It is important to recognise that we as a credible party must have a sensible and mature discussion about our current drugs policy. As Scotland’s largest political party, the SNP will have to make a choice, determine who we would like to see control the production and supply of cannabis… Britain’s organised crime groups or our government?
Decade after decade of the failed ‘war on drugs’ is evident that there is no alternative. Billions of pounds spent and thousands of people criminalised. It is time we finally acknowledge that drugs are always going to exist, members of the public will always have ways and methods to access drugs and we should be trying to help and educate them rather than punish them.
For decades successive UK governments have made a concerted effort to continue the war on drugs at huge expense to our legal system, the everyday taxpayer and our society as a whole. It has become apparent that continuing the failed war on drugs is a waste of our country’s resources and is having a negative impact on many members of the public that use cannabis medicinally or recreationally.
So, who is benefiting from the war on drugs? At first glance it would be easy to say no one is actually benefiting. But perhaps at second glance, it becomes clear the beneficiaries are actually the organised crime groups, the very groups of which are supposed to be the target of the said war. These groups have a monopoly over the production and supply chain of all illicit drugs throughout the country. We have indirectly handed organised crime groups free reign to prosper off the proceeds of selling Britain’s most widely used illicit drug, cannabis.
Creating a controlled, safe environment where people could purchase and use cannabis would remove the process where members of the public may potentially enter into an unsafe environment where the transaction of buying the drug would take place. Also note that many drug dealers coincide selling cannabis with other, harder, more harmful substances. This factor would be removed in a regulated environment.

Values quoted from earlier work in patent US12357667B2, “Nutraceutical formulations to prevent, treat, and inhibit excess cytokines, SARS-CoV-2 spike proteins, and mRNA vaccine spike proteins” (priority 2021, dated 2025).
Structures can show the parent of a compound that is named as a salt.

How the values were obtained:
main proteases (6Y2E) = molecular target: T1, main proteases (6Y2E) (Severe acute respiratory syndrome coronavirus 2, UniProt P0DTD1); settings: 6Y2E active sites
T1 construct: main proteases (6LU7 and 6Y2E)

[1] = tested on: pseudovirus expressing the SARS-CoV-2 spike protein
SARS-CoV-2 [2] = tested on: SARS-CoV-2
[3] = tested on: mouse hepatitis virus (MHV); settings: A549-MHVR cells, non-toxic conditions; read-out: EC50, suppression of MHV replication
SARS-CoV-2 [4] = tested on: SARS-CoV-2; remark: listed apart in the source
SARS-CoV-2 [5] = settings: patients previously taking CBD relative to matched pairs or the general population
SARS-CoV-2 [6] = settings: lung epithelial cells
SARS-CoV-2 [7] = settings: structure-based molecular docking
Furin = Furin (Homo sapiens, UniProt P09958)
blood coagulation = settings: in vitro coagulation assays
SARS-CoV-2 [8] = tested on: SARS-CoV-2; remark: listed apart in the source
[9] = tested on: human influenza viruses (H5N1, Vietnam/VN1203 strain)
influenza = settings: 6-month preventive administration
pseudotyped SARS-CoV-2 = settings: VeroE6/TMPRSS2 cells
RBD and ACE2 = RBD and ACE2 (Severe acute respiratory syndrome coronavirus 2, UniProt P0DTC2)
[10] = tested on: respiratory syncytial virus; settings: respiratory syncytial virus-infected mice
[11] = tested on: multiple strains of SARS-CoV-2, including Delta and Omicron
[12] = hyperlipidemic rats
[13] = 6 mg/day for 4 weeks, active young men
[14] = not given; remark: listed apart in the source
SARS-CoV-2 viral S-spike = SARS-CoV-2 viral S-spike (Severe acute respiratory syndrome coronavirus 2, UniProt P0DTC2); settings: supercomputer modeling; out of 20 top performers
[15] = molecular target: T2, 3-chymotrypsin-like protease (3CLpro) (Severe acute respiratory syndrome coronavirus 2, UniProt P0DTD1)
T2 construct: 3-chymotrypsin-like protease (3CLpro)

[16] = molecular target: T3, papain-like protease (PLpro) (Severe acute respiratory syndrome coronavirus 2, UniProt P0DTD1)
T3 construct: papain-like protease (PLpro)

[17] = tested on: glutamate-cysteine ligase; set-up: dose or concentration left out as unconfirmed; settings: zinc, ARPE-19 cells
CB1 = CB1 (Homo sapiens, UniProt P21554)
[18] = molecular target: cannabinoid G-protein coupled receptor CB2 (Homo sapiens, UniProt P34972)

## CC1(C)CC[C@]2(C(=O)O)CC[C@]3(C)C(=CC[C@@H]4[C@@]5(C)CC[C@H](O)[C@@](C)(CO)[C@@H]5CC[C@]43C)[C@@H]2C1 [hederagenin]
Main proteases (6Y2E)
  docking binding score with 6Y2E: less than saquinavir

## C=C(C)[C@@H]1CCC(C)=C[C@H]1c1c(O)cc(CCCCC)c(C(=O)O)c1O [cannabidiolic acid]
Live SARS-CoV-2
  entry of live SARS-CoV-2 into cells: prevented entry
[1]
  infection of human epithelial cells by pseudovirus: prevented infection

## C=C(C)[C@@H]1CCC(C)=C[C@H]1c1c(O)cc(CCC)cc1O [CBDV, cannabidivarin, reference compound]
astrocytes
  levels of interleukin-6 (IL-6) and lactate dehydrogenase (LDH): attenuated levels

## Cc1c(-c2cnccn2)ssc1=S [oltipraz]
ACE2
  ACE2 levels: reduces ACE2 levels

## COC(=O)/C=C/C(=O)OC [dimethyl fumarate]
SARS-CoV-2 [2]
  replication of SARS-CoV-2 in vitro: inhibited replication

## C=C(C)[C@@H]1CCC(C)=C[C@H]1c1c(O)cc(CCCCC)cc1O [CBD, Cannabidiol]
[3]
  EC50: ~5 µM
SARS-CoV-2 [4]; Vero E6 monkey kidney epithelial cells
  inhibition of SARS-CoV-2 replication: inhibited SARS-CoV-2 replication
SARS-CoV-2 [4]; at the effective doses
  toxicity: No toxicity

Under prohibition, members of the public that use cannabis are often not only entering the unsafe environment of a drug dealer’s den, they are also buying product of which they will have less than basic knowledge of the quantities of each compounds within the drug, well-known compounds such as tetrahydrocannabinol (THC). Compare this to a system in which as a country we could carefully regulate retail sale where cannabis would be prepared and packaged up to pharmaceutical standards with the quantity of each compound clearly labelled for users to safely consume with full knowledge and understanding of drug usage.
The Institute for Economic Research predicted that legalising cannabis could approximately add an additional £900,000,000 in tax revenue. Further to this, it has predicted yearly savings of approximately £400,000,000 to policing costs which could be better spent elsewhere within our police forces in the UK. If correct, this would make an extra £1,300,000,000 available for our public services or deficit reduction.
From a credible medical perspective, the U.S Government’s Department of Health has recognised the medicinal benefits of using cannabis. Some medicinal benefits include, muscle relaxation, pain relief, anti-anxiety and appetite modification for people with eating disorders. Particularly for pain relief, the equivalent pharmaceutical interventions carry addictive and dangerous side effects. Under the current UK system, patients do not have the choice of medicinal cannabis.
On a global scale, many western countries are progressing toward a sensible system in which cannabis is legalised and carefully regulated for medicinal and recreational use. Many European countries, states in the U.S.A and more recently Canada are evident of this. Canadian Prime Minister Justin Trudeau made the case, “to ensure that we keep marijuana (cannabis) out of the hands of criminals, we (Canada) will legalise, regulate, and restrict access to marijuana”, effectively taking back control of the drugs trade from organised crime groups.
Canada is the latest western country to realise that the most effective way to safeguard users is not to continue to allow organised crime groups to have a monopoly over the drugs trade. Instead, Canada has chosen to take back control of a large chunk of the drugs industry. With Scotland’s hunger for progressive change, could the SNP be next to overhaul our current drugs policy?